Another perennial woe of Russia's woodland is fire. In Siberia and the Far East, according to forestry experts, there are no wooded tracts that have not suffered from blazes over the past hundred years. Vast expanses (forests occupy more than half the country's territory, which itself makes up one-sixth of the planet's landmass) and an undeveloped road network make the consequences of forest fires particularly serious. The aircraft component of the forest fire-fighting service, which was established twenty years ago, became less effective in the 1990s because of financial difficulties.

    The facts show that Russian forests are burning more frequently and fires are affecting more territory. The statistics for different regions, naturally, vary. In the taiga zone of Siberia and the Far East, 11,500 forest fires were registered last year, which destroyed 1.5 million ha. Difficult to access and scarcely populated areas make fire fighting complicated and spot fires quickly spread to considerable expanses. Whims of the weather, i.e. draughts and violent thunderstorms, are compounded by the "human factor", people's carelessness with barbecues, cigarettes and so on.

    There were more fires in the Far East's Magadan region last year, which destroyed 35% of the forested area. The average figure for the country varies between 1% and 3%.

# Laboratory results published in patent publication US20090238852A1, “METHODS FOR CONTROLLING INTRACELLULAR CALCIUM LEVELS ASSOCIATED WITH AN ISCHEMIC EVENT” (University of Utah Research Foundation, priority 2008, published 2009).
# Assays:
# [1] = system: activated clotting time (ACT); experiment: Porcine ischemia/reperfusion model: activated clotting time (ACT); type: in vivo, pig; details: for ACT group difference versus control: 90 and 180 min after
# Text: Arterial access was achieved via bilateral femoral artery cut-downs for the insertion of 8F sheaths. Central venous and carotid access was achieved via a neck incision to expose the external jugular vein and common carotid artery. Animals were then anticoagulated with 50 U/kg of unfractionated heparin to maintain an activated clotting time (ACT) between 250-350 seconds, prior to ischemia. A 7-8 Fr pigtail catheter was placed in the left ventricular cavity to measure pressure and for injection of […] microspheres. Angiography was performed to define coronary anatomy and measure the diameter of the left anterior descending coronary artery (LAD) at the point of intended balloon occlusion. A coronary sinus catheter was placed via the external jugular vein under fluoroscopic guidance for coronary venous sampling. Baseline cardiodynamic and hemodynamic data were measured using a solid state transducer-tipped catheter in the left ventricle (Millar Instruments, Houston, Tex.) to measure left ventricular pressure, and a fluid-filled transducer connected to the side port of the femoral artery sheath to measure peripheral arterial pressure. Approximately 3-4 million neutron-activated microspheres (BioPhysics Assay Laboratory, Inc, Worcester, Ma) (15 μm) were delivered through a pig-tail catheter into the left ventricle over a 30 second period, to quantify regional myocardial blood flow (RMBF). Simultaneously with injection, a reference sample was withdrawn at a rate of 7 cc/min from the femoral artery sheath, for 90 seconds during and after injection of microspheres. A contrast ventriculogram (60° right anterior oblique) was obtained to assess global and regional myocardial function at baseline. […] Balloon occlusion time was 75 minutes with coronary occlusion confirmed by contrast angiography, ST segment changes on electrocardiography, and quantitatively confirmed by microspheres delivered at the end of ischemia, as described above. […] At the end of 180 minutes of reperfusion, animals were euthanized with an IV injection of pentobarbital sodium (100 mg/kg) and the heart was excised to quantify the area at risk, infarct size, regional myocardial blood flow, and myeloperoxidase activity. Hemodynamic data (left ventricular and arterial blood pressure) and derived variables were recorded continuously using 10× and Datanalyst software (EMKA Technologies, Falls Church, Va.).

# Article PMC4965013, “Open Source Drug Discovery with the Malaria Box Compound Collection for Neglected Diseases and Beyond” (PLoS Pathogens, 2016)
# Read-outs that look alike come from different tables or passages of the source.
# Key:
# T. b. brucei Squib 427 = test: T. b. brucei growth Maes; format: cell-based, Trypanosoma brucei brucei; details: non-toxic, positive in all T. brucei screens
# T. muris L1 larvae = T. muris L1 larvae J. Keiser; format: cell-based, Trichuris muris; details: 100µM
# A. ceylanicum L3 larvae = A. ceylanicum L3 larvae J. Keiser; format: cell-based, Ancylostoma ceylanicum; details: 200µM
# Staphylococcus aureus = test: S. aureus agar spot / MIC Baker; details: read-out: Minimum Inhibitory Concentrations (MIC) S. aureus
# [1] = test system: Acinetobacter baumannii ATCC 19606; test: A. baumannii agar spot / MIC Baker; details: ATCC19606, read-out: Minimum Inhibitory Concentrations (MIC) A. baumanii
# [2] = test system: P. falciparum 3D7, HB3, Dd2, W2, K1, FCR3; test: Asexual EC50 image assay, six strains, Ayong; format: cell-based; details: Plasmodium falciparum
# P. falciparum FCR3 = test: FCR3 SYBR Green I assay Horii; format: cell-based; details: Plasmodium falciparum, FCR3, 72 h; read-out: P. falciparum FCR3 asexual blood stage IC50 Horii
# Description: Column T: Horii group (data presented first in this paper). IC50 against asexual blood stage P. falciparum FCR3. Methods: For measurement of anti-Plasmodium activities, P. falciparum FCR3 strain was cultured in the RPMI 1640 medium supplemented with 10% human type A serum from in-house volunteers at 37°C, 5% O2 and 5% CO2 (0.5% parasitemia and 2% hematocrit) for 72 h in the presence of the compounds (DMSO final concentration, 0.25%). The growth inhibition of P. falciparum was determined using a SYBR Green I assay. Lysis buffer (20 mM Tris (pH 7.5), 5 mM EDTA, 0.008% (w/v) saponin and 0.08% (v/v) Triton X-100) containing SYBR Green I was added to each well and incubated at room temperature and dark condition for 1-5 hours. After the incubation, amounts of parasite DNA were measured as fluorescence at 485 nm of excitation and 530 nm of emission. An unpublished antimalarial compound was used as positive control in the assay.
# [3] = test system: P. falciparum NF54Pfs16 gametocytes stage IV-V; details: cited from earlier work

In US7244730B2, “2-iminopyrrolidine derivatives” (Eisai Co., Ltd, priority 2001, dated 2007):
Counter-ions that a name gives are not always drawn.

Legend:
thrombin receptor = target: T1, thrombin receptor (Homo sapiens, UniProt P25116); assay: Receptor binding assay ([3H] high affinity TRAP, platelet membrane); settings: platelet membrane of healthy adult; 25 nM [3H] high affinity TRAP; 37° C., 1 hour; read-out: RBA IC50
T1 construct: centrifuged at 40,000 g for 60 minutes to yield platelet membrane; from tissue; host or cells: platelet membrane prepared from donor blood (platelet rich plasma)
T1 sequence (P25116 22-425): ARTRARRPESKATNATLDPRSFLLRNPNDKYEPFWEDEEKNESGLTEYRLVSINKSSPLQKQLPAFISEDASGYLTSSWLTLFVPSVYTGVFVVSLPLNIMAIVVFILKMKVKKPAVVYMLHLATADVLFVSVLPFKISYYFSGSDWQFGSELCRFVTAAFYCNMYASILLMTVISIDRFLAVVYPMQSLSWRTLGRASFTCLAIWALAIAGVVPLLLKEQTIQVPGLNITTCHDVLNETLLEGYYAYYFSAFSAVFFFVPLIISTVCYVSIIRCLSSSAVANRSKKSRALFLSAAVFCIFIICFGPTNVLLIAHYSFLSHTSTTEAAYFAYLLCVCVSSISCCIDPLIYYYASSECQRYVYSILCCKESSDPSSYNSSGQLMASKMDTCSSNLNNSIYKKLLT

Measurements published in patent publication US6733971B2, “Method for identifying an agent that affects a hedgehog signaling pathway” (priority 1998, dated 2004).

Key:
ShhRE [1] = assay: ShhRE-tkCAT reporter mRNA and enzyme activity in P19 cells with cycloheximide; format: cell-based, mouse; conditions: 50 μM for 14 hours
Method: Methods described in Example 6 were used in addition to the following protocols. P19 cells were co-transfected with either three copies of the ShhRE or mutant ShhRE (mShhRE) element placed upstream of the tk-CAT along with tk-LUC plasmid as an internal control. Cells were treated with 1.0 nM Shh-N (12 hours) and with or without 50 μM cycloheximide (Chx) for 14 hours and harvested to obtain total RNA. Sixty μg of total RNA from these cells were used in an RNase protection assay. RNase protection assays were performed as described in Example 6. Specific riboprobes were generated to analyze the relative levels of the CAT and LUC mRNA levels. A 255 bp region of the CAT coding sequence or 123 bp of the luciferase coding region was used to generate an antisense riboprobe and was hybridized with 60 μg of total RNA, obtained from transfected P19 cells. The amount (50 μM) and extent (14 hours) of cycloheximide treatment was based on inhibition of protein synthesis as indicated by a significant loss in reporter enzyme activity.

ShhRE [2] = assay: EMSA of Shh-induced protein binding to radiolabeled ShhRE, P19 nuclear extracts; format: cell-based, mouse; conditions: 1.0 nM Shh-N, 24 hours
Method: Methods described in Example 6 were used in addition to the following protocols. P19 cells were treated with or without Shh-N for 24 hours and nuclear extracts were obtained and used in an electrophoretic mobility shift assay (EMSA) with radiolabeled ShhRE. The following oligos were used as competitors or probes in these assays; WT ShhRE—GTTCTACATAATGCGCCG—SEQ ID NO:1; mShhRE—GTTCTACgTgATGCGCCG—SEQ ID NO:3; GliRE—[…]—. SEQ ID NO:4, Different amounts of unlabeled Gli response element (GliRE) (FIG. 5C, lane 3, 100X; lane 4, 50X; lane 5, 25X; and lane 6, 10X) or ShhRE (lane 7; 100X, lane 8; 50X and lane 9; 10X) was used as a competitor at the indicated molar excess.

Fire fighting is subsidised from the federal budget. If a person responsible for a fire is identified, then the court makes him pay a certain sum. Burnt-up areas are handed over to the reforestation service, which plants young saplings on the devastated land.

    A federal programme, "The Environment and Natural Resources of Russia", has been recently drafted. It has a special section dealing with fighting fires and their effects. The main things that can help here are increased financing for the forest protection service, new effective equipment and a greater role for fire-fighting aviation.

    Specialists believe, however, that the greatest foe of the forests is acid rain. Apart from inflicting great damage on trees, it also affects soil. The concentration of acid rain is gauged from precipitated sulphur. It is particularly intense near Norilsk, a centre of non-ferrous metallurgy in the polar areas of Siberia, while another zone is the industrial hinterland west of the Urals. Pollutants brought by winds from Europe add to the effect of local toxins. The Urals intercept these flows, which discharge their burden of dirt near the foothills. However, the country's western border regions are hit the worst. The prevailing atmospheric current from the West dumps precipitation from virtually the whole of Europe with its extensively developed industry.

    This is a global issue and there is no other way of addressing it than by taking targeted steps to reduce man's destructive impact on the environment.